The Virginia Senator Who Wants to Gerrymander the Electoral College Vote Explains Himself

Reporting on Politics and Policy.
Dec. 12 2012 10:32 AM

The Virginia Senator Who Wants to Gerrymander the Electoral College Vote Explains Himself

I have a new piece up -- hey, over there -- about the heightened Republican/conservative chatter about the pesky urban vote. There was too much turnout in the cities! They didn't see it coming! Maybe the electoral college needs to be fixed so that rural congressional districts get electors.

The inspiration for the story was a new bill from Sen. Charles Carrico, a Virginia Republican from the rural -- and increasingly out-voted -- southwest part of the state. I talked to him today about the strategy, which starts in earnest when the legislature returns on January 9. "We'll introduce the piece of legislation, and we'll be hearing from both sides," he said. "From those that are critical of it, from those that are positive. It comes down for me, as a rural legislator, to a fairness issue. I'm making sure the people of my district are represented."

Carrico argued that the electoral vote split wasn't "really a partisan issue," and "could cut both ways," depending on who was winning a state. "George W. Bush won the electoral college and lost the popular vote." And the most head-scratching part of his proposal, which would assign Virginia's two statewide electorals to whoever won the most gerrymandered districts, was negotiatiable. "We're still not sure we're going to leave it at that," he said. "If we tweak the legislation somewhat to allow those votes to the statewide winner, the metropolitan voters may understand that their vote is going to be heard."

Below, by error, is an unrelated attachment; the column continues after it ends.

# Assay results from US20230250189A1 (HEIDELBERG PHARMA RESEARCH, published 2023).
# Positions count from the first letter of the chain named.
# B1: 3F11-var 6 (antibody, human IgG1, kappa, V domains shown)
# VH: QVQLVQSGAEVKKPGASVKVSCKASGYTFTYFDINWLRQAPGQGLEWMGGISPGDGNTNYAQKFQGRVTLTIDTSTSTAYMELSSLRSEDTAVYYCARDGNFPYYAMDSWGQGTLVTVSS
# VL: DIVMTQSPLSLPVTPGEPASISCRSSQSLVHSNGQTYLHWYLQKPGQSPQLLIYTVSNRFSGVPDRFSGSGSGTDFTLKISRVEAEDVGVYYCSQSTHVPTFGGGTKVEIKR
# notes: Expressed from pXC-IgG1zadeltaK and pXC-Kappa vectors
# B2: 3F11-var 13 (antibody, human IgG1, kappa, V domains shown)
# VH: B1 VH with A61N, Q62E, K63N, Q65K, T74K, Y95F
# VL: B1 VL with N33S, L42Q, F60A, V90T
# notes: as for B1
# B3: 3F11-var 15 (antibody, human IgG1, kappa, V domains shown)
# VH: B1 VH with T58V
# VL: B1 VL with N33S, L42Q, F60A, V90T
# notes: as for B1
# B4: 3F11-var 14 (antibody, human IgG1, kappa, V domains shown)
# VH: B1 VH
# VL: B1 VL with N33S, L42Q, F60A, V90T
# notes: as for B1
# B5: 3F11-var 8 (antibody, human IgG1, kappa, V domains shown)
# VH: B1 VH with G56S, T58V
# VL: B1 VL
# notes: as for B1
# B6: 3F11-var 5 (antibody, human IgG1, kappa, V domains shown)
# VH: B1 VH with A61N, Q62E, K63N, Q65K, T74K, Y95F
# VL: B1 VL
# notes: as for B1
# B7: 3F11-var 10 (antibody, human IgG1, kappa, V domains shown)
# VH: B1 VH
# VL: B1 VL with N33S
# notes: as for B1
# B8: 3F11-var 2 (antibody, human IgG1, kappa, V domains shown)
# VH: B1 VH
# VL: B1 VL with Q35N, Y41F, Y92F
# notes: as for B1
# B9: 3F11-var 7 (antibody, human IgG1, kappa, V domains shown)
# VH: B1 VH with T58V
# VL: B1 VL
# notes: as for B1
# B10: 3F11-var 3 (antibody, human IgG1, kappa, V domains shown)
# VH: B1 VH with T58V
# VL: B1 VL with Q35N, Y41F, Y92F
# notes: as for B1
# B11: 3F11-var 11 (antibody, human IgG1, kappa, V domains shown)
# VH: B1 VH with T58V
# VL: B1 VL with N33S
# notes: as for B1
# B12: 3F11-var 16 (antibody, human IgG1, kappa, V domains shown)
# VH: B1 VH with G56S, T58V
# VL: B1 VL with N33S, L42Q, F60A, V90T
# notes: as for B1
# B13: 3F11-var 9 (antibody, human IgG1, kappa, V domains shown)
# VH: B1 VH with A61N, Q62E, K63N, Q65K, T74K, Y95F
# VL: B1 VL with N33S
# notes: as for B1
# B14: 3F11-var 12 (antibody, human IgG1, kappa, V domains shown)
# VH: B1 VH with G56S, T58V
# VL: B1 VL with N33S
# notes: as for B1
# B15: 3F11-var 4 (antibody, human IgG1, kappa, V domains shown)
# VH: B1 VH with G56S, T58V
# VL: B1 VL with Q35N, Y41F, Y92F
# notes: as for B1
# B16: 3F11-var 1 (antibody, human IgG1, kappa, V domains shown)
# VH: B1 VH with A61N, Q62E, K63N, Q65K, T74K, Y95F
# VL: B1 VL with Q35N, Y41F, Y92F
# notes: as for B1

What does "heard" mean, anyway? Carrico went a little further than he went in his quotes to other media. As long as the state vote was winner-take-all, politicians tried to max out the vote where the most people live. "You see it during campaigns," he said. "The candidates are more laser-focused on bigger swing states." The effect, during the "current administration, is that you see regulations on coal and farming in rural areas that are just being devastated at this point. If there was more accountability to those voters, this would be more of an issue to politicians when they run for office."

The next ideal step for the proposal? Carrico wants it on the ballot during the 2014 midterm elections.

David Weigel is a Slate political reporter. 



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